Broach spire
A spire starting from a square base, then carried into an octagonal section by means of triangular faces.
(Scots): Circular tower-like structure, open in the middle, the double wall of dry-stone masonry linked by slabs forming internal galleries at varying levels; found in west and north Scotland and mostly dating from between 100 B.C. and A.D. 100.
Broken pediment
A pediment with its apex omitted.
Bronze Age
The period from c. 2000 B.C. to 800-600 B.C., characterized by the use of bronze or copper tools or weapons.
City of London
A tendency within Modernist architecture of the later 1950s to 1970s marked by the display of rough or unfinished concrete, large massive forms, and abrupt juxtapositions.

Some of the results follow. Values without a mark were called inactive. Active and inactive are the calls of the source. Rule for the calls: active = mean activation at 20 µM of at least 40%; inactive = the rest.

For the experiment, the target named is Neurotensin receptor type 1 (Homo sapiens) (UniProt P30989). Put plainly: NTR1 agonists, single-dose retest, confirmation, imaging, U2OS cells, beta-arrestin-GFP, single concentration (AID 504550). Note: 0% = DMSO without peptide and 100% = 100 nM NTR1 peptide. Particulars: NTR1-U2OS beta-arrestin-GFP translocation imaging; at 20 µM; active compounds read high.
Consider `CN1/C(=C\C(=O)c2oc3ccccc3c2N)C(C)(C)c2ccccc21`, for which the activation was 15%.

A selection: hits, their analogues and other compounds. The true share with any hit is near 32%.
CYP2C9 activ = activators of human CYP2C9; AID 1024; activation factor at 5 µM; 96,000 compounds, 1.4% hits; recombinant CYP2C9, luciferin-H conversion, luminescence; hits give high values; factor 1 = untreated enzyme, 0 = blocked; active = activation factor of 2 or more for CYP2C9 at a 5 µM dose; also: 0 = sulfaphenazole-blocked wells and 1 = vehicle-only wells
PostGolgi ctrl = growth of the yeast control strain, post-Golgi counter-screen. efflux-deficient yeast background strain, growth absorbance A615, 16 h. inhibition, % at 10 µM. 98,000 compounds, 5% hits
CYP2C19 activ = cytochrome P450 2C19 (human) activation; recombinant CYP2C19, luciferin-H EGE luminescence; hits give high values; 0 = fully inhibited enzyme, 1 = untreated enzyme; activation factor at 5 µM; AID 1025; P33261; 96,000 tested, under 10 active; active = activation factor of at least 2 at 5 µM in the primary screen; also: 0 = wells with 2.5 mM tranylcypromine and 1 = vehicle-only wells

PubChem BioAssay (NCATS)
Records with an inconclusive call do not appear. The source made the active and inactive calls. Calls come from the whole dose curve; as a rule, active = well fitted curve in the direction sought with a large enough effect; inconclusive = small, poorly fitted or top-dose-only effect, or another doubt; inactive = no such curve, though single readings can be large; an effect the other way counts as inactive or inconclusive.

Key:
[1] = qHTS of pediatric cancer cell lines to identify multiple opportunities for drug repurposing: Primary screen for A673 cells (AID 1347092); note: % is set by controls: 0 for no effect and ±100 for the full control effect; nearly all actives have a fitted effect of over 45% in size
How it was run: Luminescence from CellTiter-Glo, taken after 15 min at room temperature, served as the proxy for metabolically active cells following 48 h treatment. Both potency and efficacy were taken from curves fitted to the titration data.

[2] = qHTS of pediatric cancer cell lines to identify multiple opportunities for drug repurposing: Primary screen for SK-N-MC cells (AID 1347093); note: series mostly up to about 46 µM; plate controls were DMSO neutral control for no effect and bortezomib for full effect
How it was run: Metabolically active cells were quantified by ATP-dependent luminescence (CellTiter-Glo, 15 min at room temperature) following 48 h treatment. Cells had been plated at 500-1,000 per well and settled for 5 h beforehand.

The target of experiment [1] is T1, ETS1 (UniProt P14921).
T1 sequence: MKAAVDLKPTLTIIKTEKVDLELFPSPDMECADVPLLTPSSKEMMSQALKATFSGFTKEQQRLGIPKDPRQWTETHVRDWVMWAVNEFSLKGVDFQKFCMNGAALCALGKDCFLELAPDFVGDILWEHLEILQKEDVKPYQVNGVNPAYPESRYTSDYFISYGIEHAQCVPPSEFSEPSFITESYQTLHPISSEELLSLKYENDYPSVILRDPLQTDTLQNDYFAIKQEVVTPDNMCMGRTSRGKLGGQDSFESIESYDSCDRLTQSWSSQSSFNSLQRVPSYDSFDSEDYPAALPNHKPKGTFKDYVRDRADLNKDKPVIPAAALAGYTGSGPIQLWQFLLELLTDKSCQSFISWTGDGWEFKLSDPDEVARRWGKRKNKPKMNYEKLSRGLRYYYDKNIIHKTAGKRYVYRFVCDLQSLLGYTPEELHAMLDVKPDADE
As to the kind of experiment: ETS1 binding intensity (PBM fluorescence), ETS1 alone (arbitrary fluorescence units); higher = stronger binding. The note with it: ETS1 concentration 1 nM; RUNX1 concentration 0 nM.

Bucranium (plural: bucrania)
Ox skull used decoratively in friezes on classical buildings, especially those of the Doric order.
Bull-nosed sill
Sill displaying a pronounced convex upper edge.
Bullseye window
Small oval window, set horizontally. Also called an oeil de boeuf.
Of concrete, textured with steel bushes or brushes after casting; also called brushed.
(Scots, lit. outer and inner rooms): Two-room cottage.